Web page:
The novel features believed characteristic of the invention are set forth in the appended claims. The invention itself however, as well as a preferred mode of use, further objects and advantages thereof, will best be understood by reference to the following detailed description of an illustrative embodiment when read in conjunction with the accompanying drawings, wherein:
FIG. 1 is an exploded perspective view of a wheel sensor assembly in accordance with a preferred embodiment of the invention.
FIG. 2 is a side view in partial cross section of the wheel sensor assembly.
FIG. 3 is an exploded view of the wheel sensor assembly.
FIGS. 4A-B are views of a magnetic element used in the wheel sensor assembly.
FIGS. 5A-B are detailed views of the magnetic element of FIGS. 4A-B.
FIG. 6 is a block diagram of a power utilization circuit employed in the wheel sensor assembly of the present invention.
FIG. 7 is a block diagram of a power conditioning circuit utilized in the wheel sensor assembly of the present invention.
FIGS. 8A-B are a schematic illustration of an air pump used in one embodiment of the present invention.
FIG. 9 is a schematic illustration of an air transfer circuit used to deliver pressurized air to tires mounted on a wheel.
Referring now to the drawings and in particular to FIG. 1, a wheel sensor assembly 10 is illustrated. Wheel sensor assembly 10 is positioned at the end of a wheel axle 12, typically found on a medium or heavy duty truck, and may be used to provide data relating to the operating condition of the axle end and for tires (not shown) mounted on wheels (not shown) depending from the axle 12. Wheel sensor assembly 10 is directed to placing low maintenance energization components, power regulating and signal gathering, conditioning and transmitting circuitry into rotation with the wheels to avoid any need for direct mechanical or electrical connections between the vehicle and the sensor components.
Wheel sensor assembly 10 is positioned on a backing plate 14, which in turn is mounted on axle 12. Mounting plate 14 is mounted for rotation on axle 12. Backing plate 14 is generally disk shaped and provides points of attachment for a housing 26 of the wheel sensor assembly 10. Housing 26 rotates with the adjacent wheel of the vehicle. A shaft 16 extends outwardly from backing plate 14 relative to axle 12. Shaft 16 mates with a bearing 20 which is positioned in the center of the disk shaped magnetic plate 18. Magnetic plate 18 is set to rotate freely on shaft 16, but tends to keep a fixed rotational position relative to axle 12 under the influence of a relatively substantial inertial mass provide by an off center weight or pendant 22, attached to a face of the plate facing backing plate 14. A plurality of magnets 38 form the other major face of the disk shaped magnetic plate 14. Magnets 38 are flattened, pie section shaped pieces which, when fitted together form a disk facing substantially covering the outer portion of one major surface of magnetic plate 18.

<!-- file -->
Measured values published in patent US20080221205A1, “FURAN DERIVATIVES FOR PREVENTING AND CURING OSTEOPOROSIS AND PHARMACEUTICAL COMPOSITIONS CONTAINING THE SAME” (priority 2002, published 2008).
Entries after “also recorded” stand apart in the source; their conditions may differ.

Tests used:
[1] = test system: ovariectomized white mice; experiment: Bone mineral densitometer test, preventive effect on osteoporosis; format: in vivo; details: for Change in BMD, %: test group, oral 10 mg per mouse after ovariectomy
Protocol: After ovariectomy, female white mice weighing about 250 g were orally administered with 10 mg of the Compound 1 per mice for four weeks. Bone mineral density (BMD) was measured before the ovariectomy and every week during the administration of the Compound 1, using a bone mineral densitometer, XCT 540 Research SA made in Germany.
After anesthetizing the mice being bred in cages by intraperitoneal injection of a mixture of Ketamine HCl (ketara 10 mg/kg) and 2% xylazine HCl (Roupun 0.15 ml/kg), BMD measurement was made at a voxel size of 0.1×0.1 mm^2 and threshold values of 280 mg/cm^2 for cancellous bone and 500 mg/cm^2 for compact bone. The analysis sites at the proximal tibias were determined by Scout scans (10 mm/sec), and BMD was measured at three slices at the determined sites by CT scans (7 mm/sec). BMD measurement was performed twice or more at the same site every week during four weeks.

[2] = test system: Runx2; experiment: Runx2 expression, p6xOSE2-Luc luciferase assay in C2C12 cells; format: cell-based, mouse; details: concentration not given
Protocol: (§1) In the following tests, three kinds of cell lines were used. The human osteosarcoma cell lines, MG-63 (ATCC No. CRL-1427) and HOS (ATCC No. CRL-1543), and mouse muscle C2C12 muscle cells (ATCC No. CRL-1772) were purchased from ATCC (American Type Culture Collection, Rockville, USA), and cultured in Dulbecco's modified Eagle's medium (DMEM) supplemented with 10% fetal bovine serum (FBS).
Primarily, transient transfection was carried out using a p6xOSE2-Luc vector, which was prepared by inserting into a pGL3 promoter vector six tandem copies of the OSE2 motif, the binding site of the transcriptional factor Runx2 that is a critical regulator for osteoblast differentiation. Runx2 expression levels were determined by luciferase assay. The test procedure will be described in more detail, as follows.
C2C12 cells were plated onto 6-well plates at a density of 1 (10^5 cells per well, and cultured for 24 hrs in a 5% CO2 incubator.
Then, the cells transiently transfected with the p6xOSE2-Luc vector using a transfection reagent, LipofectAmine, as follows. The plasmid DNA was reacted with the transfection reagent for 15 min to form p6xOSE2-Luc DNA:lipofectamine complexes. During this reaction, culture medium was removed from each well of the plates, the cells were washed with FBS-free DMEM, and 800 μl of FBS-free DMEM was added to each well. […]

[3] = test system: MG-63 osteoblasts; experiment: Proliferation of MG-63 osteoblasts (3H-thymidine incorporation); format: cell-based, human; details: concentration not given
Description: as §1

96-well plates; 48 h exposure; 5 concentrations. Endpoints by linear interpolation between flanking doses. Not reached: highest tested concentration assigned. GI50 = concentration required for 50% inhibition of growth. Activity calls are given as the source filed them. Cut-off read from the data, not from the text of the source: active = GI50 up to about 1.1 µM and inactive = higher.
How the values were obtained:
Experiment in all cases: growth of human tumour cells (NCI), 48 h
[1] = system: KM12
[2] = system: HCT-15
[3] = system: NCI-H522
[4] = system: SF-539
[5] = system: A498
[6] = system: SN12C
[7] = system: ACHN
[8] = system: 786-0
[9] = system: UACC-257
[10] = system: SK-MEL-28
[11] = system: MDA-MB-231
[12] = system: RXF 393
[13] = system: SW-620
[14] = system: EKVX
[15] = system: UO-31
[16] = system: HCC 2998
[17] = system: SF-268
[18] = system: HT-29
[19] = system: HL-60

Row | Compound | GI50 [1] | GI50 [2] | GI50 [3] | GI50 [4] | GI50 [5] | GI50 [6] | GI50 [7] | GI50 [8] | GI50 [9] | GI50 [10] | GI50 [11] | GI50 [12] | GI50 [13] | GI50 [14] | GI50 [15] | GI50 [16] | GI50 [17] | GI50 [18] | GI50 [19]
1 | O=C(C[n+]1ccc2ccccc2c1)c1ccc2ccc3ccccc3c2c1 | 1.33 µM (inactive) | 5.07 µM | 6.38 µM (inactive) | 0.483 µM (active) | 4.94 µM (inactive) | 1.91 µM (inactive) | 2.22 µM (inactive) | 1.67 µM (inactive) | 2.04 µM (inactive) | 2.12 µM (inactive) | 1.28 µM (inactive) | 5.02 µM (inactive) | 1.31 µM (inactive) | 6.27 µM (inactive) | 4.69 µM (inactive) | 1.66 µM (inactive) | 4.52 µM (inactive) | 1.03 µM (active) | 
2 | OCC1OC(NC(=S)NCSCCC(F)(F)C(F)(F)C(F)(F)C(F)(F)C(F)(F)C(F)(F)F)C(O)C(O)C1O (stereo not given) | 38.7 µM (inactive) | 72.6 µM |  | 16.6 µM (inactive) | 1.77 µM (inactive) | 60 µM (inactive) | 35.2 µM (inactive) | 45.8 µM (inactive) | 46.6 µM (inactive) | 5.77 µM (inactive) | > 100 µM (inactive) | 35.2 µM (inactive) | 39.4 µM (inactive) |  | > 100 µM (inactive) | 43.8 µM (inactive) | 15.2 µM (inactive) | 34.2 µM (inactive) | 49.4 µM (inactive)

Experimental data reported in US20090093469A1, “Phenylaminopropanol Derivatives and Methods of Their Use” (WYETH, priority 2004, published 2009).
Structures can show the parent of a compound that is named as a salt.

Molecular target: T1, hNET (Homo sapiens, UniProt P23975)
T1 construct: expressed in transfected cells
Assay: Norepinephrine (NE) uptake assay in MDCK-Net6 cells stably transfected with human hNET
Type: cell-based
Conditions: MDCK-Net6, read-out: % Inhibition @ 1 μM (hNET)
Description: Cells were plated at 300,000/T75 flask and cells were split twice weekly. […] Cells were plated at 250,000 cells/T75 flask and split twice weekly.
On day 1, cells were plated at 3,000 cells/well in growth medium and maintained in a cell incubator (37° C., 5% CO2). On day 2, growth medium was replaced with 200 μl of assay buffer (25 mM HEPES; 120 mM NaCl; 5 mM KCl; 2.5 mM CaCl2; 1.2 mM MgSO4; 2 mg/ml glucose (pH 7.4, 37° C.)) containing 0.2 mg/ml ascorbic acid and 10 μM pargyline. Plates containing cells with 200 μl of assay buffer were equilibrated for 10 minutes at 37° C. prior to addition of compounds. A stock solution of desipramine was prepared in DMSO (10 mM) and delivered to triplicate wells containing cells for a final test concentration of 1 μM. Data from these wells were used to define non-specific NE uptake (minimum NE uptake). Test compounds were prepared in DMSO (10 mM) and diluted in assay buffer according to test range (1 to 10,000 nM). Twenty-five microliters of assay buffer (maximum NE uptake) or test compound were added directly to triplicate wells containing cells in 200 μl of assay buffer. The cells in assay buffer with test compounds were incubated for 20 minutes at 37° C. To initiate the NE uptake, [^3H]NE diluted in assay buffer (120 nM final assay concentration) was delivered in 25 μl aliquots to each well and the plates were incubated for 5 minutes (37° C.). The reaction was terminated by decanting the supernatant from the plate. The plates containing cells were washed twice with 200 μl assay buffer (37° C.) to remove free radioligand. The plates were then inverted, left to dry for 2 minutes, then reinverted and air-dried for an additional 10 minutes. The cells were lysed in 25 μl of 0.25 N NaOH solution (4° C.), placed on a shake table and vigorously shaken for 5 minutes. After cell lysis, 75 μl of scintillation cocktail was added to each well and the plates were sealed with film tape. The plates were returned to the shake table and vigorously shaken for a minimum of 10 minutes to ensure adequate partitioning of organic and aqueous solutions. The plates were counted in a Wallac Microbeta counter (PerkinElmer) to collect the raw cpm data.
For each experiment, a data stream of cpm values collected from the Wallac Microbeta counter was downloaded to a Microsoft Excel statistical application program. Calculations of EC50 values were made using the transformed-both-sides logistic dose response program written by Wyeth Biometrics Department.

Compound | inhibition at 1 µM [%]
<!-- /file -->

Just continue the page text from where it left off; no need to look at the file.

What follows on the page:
Housing 26 is positioned on backing plate 14 to enclose magnetic plate 18 and a pair of field coils 24 wound on laminate substrate. Field coils 24 are mounted within housing 26 to rotate with the housing and the backing plate. Housing 26 further provides a attachment position for a printed circuit board 32, and a cap or cover 34 enclosing the circuit board. An air pressure sensor 28 and air pressure inlet connection point 30 may also be positioned on the exterior shell of housing 26.
Referring now FIGS. 2-3, backing plate 14 is mounted on one side of an axle end plate 13 facing away from an end to end axle 12. Housing 26 is mounted along rim 84 in a circular recess 86 on the outward face of backing plate 14, and encloses a volume in which shaft 16, magnetic plate 18 and field coils 24 are enclosed. Wheel sensor assembly 10 is illustrated as assembled on backing plate 14. Shaft 16 has a threaded male end 48 which is screwed into a cooperatively threaded receiving bore 49 in back support plate 14 to position the shaft, centered in the exposed major surface and extending perpendicularly from the surface. The opposite end of shaft 16 is a reduced diameter section 47 which mates with a shaft bore 96 defined by bearing 92 (shown in FIG. 5A), which is centered in magnet mounting plate 40.
One or more magnets 38 may be placed on an outward face 41 of magnet mounting plate 40. A magnet 38 and field coil 24, when rotated to bring it adjacent the magnet, should be spaced by gap set to minimize flux leakage without risk of contact between the coil and the magnet. A off center counterweight or pendant 22 is attached to the face of magnet support plate oppositely faced from the face 41. Pendant 22 tends to bring magnetic plate 18 to a substantially fixed rotational position relative to axle 12 with the pendant below and vertically aligned by gravity with the axis of rotation of plate 18. Field coil 24 is mounted to the interior face of wall 54 which defines the shell of housing 26. Where the sensor assembly also provides tire inflation, a magnetic button pump 42 may also be mounted on the interior surface of wall 56. Magnetic button pump 42 is described in greater detail below. A pair of wires 54 is connected between field coil 24 and a printed circuit board 32 which is housed within cover 34. A breather valve 52 allows air to be admitted from exterior of housing 26 via a channel through wall 56 to the interior of housing 26. Tire pressurization valves 50 are also connected by channels 51 running through the interior of housing 26 between pumps, such as pump 42 or solenoid pumps (shown below).